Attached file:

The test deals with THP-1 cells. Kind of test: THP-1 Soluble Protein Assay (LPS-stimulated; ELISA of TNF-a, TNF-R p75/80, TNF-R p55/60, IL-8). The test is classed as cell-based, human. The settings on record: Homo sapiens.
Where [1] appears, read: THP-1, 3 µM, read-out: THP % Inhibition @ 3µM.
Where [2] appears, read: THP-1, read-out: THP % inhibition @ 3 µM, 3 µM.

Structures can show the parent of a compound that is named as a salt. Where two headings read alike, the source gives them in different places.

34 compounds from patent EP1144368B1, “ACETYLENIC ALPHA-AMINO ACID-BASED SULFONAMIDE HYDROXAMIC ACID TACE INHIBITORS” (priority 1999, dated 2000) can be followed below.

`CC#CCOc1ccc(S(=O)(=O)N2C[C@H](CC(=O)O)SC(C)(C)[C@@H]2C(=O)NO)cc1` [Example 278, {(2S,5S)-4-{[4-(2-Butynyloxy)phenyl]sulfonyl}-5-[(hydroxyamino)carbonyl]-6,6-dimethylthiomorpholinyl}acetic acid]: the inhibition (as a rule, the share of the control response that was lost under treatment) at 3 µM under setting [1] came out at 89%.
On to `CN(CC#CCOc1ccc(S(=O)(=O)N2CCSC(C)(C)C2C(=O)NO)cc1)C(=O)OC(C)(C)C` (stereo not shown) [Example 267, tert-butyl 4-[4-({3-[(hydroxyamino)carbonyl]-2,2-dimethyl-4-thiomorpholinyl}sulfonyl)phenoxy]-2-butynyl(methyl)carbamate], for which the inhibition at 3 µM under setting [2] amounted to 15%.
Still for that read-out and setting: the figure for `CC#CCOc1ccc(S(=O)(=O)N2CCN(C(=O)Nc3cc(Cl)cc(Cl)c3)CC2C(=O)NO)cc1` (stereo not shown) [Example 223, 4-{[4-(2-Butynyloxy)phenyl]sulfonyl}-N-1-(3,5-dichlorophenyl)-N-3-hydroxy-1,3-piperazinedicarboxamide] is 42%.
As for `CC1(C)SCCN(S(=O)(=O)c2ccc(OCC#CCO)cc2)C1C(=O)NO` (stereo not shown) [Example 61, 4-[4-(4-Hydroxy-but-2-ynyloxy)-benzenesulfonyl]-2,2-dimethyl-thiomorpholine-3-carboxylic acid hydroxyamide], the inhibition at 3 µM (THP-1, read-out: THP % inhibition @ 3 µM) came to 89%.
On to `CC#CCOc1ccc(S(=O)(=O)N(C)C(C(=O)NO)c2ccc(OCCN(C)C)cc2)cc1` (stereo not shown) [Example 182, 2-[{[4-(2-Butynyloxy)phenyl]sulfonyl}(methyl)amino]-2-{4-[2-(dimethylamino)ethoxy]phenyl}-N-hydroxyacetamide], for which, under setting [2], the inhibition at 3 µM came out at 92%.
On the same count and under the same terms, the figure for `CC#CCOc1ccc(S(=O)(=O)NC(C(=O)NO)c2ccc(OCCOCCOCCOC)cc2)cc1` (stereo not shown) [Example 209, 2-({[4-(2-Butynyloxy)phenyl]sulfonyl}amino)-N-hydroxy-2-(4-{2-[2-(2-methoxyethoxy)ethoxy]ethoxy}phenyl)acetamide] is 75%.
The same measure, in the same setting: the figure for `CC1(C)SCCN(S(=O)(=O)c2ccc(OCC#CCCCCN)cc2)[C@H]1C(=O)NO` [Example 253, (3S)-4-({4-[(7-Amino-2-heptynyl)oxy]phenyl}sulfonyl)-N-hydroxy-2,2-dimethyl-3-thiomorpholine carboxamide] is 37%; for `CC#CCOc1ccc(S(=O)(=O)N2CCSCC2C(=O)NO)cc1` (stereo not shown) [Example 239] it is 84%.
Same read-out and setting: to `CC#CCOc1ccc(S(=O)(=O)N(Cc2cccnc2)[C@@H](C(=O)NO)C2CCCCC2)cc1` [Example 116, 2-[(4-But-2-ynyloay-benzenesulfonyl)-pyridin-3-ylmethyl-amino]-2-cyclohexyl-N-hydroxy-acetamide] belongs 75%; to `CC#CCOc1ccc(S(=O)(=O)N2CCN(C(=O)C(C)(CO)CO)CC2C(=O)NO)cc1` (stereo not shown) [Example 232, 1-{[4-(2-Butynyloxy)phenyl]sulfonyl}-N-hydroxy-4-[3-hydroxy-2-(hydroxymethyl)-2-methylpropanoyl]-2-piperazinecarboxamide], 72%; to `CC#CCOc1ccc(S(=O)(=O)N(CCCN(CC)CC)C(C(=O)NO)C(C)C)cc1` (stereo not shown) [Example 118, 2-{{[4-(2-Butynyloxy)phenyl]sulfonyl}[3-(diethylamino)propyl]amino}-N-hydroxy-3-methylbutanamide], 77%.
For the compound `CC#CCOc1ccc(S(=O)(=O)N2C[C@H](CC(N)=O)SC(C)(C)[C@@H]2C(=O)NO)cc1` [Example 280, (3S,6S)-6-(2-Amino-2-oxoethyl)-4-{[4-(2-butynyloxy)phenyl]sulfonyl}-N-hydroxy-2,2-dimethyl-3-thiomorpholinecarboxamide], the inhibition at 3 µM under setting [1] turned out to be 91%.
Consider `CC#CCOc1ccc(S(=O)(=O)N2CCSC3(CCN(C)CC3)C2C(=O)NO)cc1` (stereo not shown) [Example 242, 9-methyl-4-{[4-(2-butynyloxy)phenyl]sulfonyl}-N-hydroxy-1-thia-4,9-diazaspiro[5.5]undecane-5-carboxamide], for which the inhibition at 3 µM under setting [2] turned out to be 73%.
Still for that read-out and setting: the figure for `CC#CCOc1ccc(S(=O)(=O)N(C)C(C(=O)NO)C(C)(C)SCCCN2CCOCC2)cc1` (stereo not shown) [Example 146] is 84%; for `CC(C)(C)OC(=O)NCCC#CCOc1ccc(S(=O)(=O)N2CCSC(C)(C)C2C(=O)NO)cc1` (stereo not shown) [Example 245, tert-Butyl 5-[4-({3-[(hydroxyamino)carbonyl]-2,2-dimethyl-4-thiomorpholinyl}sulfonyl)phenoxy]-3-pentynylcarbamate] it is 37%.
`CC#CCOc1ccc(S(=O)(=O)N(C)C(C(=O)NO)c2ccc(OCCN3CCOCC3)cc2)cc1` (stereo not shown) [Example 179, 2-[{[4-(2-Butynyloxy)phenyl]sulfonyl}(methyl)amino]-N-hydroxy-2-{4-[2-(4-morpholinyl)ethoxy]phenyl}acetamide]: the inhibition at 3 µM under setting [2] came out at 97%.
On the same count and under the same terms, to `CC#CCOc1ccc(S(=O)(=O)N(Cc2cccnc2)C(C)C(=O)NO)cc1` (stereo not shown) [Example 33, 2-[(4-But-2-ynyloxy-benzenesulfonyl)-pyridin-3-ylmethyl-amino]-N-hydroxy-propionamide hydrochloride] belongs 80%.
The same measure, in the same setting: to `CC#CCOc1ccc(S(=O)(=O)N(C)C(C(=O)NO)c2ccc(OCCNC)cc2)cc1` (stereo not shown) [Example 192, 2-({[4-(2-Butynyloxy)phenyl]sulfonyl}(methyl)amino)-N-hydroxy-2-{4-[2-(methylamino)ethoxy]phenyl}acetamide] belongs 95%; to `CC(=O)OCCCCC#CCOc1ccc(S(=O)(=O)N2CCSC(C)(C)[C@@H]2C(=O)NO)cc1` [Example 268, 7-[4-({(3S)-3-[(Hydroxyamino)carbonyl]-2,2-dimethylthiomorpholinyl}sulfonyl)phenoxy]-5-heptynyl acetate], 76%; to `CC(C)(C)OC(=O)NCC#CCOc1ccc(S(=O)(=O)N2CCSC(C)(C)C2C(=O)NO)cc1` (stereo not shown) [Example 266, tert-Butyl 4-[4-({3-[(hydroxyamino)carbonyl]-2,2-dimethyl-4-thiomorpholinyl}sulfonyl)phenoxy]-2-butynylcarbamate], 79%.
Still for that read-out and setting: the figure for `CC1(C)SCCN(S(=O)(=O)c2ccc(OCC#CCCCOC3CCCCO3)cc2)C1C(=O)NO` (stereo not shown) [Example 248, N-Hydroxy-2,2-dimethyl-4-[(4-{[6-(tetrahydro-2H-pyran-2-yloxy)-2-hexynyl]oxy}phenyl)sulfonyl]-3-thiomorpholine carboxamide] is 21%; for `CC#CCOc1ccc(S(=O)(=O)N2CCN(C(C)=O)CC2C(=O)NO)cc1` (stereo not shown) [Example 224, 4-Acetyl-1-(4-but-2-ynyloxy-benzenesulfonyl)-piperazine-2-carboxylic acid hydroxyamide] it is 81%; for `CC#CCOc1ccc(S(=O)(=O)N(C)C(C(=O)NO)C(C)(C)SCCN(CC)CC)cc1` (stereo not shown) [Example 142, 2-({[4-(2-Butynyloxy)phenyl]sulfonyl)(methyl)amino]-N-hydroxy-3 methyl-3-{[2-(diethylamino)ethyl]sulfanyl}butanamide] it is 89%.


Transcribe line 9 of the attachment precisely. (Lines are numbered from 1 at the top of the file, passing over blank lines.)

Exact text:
As for `CC1(C)SCCN(S(=O)(=O)c2ccc(OCC#CCO)cc2)C1C(=O)NO` (stereo not shown) [Example 61, 4-[4-(4-Hydroxy-but-2-ynyloxy)-benzenesulfonyl]-2,2-dimethyl-thiomorpholine-3-carboxylic acid hydroxyamide], the inhibition at 3 µM (THP-1, read-out: THP % inhibition @ 3 µM) came to 89%.